> One technical problem was that during winter buried objects can get very cold, and it was possible the mine's electronics would get too cold to work after some days underground. Various methods to get around this were studied, such as wrapping the bombs in insulating blankets. One particularly remarkable proposal suggested that live chickens be included in the mechanism. The chickens would be sealed inside the casing, with a supply of food and water; they would remain alive for a week or so. Their body heat would, it seems, have been sufficient to keep the mine's components at a working temperature. This proposal was sufficiently outlandish that it was taken as an April Fool's Day joke when the Blue Peacock file was declassified on 1 April 2004. Tom O'Leary, head of education and interpretation at the National Archives, replied to the media that, "It does seem like an April Fool but it most certainly is not. The Civil Service does not do jokes."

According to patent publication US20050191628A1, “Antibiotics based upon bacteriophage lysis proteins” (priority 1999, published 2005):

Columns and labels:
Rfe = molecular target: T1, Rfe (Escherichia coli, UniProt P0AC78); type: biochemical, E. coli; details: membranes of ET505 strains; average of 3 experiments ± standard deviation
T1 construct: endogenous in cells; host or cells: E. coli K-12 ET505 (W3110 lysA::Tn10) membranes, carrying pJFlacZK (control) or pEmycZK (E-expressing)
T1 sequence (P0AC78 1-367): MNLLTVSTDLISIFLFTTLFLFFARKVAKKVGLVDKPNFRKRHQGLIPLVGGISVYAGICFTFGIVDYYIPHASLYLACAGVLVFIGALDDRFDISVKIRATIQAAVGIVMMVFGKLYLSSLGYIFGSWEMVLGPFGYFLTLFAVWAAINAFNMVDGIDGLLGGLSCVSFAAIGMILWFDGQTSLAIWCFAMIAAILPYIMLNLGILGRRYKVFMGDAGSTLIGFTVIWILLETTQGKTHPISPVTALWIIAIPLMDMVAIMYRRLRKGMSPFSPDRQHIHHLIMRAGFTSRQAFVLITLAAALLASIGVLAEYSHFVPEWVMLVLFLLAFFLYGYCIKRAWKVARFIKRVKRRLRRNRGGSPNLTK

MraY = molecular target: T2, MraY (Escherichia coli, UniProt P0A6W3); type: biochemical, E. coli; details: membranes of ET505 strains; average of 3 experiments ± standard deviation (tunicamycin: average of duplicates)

Rube Goldberg: "I've got it!"
I work for a defense contractor and this is going up on our bulletin board.
The weirdest of these was probably the Special Atomic Demolition Munition (SADM; see (https://en.wikipedia.org/wiki/Special_Atomic_Demolition_Muni...), also known as the "backpack bomb" because its relatively light weight (around 50 pounds) made it possible for a single soldier to wear it like a backpack.
The Soviet Union is rumored to have developed even smaller nuclear weapons, the so-called "suitcase nukes" (see https://en.wikipedia.org/wiki/Suitcase_nuclear_device), though the existence of those has never been conclusively proven.
>The Fulda Gap route was less suitable for mechanized troop movement than was the North German Plain, but offered an avenue of advance direct to the heart of the U.S. military in West Germany, Frankfurt am Main, which as indicated in its name, is on the Main River, a tributary of the Rhine River.
(The North German Plain is where the Blue Peacock project would have been)